Forced Eviction of Slum is not a solution : Government should plan policy of development and upgrade

Forced Eviction of Slum is not a solution : Government should plan policy of development and upgrade

Slums are usually highly populated residential areas within cities which have closely packed houses in deteriorated fashion and primarily inhabited by very poor people.

In the past 15 years India’s urban population density has increased by 45%, due to this, there is huge demand for land. Shortage of land forces urban poor to live in increasingly dense communities.

Dharavi in Mumbai, is the biggest slum in Asia. 4,00,000 people live here, 50,000 people per square km. This slum also existed in British colonial time.


  • Rapid rural to urban migration:
  • Reason being people are attracted towards city life.
  • Lack of interest in agriculture.
  • High unemployment.
  • Poverty.
  • Politics.
  • Social conflicts.
  • Natural Disasters.
  • Inability of city government to provide affordable housing for low income people.


  • High level of pollution, lack of basic needs of hygiene like water, adequate toilets, proper drainage, overcrowding in particular areas, so overall health and hygiene of people living there deteriorates.
  • Poverty leads to hunger and illiteracy, which is dangerous for the country.
  • Rise in the number of crimes due to unequal society.
  • Many slum dwellers build their homes without legal permissions of the authorities, so they are at frequent risk of evictions.
  • Social backwardness forces people to live in congested areas away from main areas. Eg. – SC and ST live majority in slums.
  • Women and children living in slums become victim of social evils like prostitution, beggary and child trafficking.
  • Child labour, Child marriages, Child mortality are other problems prevalent in slums.
  • All houses are normally made of timber, which has a negative effect on the ecosystem. There is depletion of natural resources.


1) They get more floor space as compared to low cost houses.

2) Better access to market and transport facilities as slums are usually in the middle of the city.

3) While younger women and men are at work, their children are usually in the neighborhood under watchful eyes.

4) Rent in slum houses are comparatively less as compared to other houses.


  • Dharavi is like the saucer of Mumbai, which collects water, rain, all waste.
  • If Dharavi would not have collected waste then the condition of Mumbai would have been unexpressible.
  • Garbage recycling is done on a mega scale, 60% of people living here are employed. They don’t have to go out to earn.
  • Dharavi industries contribute more than 2 billion US dollar to the economy.
  • There are many dyeing industries in Dharavi.
  • There are computerized embroidery industries.
  • Metals are collected from scrap, then melted and new Products are formed.
  • Plastic recycling industries.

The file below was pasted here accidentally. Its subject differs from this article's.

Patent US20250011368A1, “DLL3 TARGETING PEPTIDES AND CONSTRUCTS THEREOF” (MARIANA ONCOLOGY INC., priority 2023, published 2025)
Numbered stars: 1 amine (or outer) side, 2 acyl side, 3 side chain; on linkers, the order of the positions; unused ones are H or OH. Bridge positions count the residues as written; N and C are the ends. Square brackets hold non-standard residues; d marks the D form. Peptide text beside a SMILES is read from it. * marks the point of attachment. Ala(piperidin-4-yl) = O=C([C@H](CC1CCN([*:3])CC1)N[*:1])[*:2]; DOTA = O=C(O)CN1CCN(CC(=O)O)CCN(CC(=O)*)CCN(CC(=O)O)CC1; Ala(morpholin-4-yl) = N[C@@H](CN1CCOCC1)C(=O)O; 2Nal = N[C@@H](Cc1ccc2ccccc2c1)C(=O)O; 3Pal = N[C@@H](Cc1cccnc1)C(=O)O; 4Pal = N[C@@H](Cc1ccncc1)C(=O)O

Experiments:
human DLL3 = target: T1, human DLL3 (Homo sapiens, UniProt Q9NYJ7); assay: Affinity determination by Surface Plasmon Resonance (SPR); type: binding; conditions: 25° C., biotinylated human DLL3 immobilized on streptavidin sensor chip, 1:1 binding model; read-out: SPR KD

• Leather industries.
  • 600,000 idlis are produced everyday which goes in the majority of food joints.

All this happens without getting anything significant from the government.


  1. It is very important to change the thought process of the people, urban people avoid staying in the same compound of the underprivileged.
  2. Government should think of a legitimate solution as rehabilitation takes place from core areas to places where employability is zero.
  3. Government should plan an upgrading approach instead of forced eviction.
  4. Easy financing and leasing options at affordable interest rates for upgrading buildings and extension of existing shelter should be made available.
  5. Freeing up unused land lying with the government should be used to create affordable housing.
  6. Sanitation: New toilets to be constructed.
    1. – Collection and processing of the waste, transforming it into bioenergy and organic fertilizers for sale.
    2. – Developing a viable business model to make sanitation available in slums in a sustainable manner.
    3. Youth and employment: Capacity building programme for youth, for better job opportunities. 
  7. Health: To study the health and nutrition level of slum dwellers and organize programmes to educate them in the same aspect.
  8. To evaluate people’s participation in slum improvement projects.
  9. To understand various policy measures and programmes initiated by the government.


  • This is complete slum development project in Mumbai Bhendi Bazaar .This slum is in 16.5 acres, has 250 bad shaped buildings
  • This project will uplift the lives of 3200 families. Provide diverse Business opportunities to over 1200 businesses.
  • This redevelopment programme is being undertaken to make residents’ homes spacious and provide business.
  • It will create an environment which will lead to growth, good health and wellbeing.
  • It will be a city within a city.


  • Government has launched a NATIONAL URBAN HEALTH MISSION to improve healthcare facilities for the urban poor.
  • Pradhan Mantri Awas yojana for all.
  • Basic service for urban poor
  • Integrated housing and slum development programme.
  • India implemented slum upgrading in few recognized slums.

Budget allocated for slum redevelopment.

Development of slums is essential for a healthy environment of urban areas.


Actually speaking slums find very few takers for CSR Programmes. Reason being its legal status.

Slums are difficult communities to work in. You need to navigate many social, local and political elements. Slums don’t have any local or self-government and therefore no representative voice.

From a CSR perspective, you cannot work with an illegal body. Boundaries of legal and illegal slums are not clearly defined, so planning and execution of projects become extremely difficult.

Slum development if not treated with absolute sincerity and foresight can lead to catastrophic socio-political crises.

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